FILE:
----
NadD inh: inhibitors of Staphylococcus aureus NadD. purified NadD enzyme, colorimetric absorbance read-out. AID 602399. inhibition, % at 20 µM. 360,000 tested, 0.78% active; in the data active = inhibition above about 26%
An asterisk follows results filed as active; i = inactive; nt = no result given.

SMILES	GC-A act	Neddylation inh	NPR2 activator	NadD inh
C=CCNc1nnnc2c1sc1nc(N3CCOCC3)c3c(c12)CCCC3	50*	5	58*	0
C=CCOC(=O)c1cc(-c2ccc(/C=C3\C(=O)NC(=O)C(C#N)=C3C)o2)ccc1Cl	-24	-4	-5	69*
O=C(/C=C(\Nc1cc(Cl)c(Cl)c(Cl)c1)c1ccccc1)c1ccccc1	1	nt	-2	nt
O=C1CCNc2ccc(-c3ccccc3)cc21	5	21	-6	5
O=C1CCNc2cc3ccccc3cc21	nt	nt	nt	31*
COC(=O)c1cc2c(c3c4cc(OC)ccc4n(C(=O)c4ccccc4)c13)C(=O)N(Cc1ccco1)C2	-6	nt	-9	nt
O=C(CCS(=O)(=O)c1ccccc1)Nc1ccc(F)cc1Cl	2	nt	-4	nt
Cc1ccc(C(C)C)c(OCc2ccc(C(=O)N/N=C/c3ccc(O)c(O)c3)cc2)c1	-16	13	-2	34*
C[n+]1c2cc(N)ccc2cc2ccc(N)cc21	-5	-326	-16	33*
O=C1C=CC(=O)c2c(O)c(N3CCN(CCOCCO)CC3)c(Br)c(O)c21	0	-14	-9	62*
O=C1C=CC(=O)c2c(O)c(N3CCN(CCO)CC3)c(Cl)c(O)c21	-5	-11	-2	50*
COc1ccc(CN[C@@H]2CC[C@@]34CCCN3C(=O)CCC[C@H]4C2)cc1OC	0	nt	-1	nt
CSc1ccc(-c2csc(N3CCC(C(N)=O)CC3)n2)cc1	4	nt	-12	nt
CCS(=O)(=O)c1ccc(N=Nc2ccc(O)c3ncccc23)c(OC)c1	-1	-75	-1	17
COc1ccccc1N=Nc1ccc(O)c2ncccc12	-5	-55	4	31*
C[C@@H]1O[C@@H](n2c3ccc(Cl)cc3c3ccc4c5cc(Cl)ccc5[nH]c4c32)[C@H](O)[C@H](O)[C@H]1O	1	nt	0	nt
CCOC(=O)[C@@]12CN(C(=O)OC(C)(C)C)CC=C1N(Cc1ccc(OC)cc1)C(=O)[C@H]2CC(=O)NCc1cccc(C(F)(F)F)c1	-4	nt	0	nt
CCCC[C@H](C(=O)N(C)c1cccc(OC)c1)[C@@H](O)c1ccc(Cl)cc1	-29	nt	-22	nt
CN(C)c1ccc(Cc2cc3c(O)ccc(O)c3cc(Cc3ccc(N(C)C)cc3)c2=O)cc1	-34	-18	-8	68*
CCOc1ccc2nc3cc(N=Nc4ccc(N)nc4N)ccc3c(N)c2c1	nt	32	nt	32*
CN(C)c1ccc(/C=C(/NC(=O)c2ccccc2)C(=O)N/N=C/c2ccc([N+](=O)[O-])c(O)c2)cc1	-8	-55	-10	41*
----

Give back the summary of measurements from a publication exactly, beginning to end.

NadD inh: inhibitors of Staphylococcus aureus NadD. purified NadD enzyme, colorimetric absorbance read-out. AID 602399. inhibition, % at 20 µM. 360,000 tested, 0.78% active; in the data active = inhibition above about 26%
An asterisk follows results filed as active; i = inactive; nt = no result given.

SMILES	GC-A act	Neddylation inh	NPR2 activator	NadD inh
C=CCNc1nnnc2c1sc1nc(N3CCOCC3)c3c(c12)CCCC3	50*	5	58*	0
C=CCOC(=O)c1cc(-c2ccc(/C=C3\C(=O)NC(=O)C(C#N)=C3C)o2)ccc1Cl	-24	-4	-5	69*
O=C(/C=C(\Nc1cc(Cl)c(Cl)c(Cl)c1)c1ccccc1)c1ccccc1	1	nt	-2	nt
O=C1CCNc2ccc(-c3ccccc3)cc21	5	21	-6	5
O=C1CCNc2cc3ccccc3cc21	nt	nt	nt	31*
COC(=O)c1cc2c(c3c4cc(OC)ccc4n(C(=O)c4ccccc4)c13)C(=O)N(Cc1ccco1)C2	-6	nt	-9	nt
O=C(CCS(=O)(=O)c1ccccc1)Nc1ccc(F)cc1Cl	2	nt	-4	nt
Cc1ccc(C(C)C)c(OCc2ccc(C(=O)N/N=C/c3ccc(O)c(O)c3)cc2)c1	-16	13	-2	34*
C[n+]1c2cc(N)ccc2cc2ccc(N)cc21	-5	-326	-16	33*
O=C1C=CC(=O)c2c(O)c(N3CCN(CCOCCO)CC3)c(Br)c(O)c21	0	-14	-9	62*
O=C1C=CC(=O)c2c(O)c(N3CCN(CCO)CC3)c(Cl)c(O)c21	-5	-11	-2	50*
COc1ccc(CN[C@@H]2CC[C@@]34CCCN3C(=O)CCC[C@H]4C2)cc1OC	0	nt	-1	nt
CSc1ccc(-c2csc(N3CCC(C(N)=O)CC3)n2)cc1	4	nt	-12	nt
CCS(=O)(=O)c1ccc(N=Nc2ccc(O)c3ncccc23)c(OC)c1	-1	-75	-1	17
COc1ccccc1N=Nc1ccc(O)c2ncccc12	-5	-55	4	31*
C[C@@H]1O[C@@H](n2c3ccc(Cl)cc3c3ccc4c5cc(Cl)ccc5[nH]c4c32)[C@H](O)[C@H](O)[C@H]1O	1	nt	0	nt
CCOC(=O)[C@@]12CN(C(=O)OC(C)(C)C)CC=C1N(Cc1ccc(OC)cc1)C(=O)[C@H]2CC(=O)NCc1cccc(C(F)(F)F)c1	-4	nt	0	nt
CCCC[C@H](C(=O)N(C)c1cccc(OC)c1)[C@@H](O)c1ccc(Cl)cc1	-29	nt	-22	nt
CN(C)c1ccc(Cc2cc3c(O)ccc(O)c3cc(Cc3ccc(N(C)C)cc3)c2=O)cc1	-34	-18	-8	68*
CCOc1ccc2nc3cc(N=Nc4ccc(N)nc4N)ccc3c(N)c2c1	nt	32	nt	32*
CN(C)c1ccc(/C=C(/NC(=O)c2ccccc2)C(=O)N/N=C/c2ccc([N+](=O)[O-])c(O)c2)cc1	-8	-55	-10	41*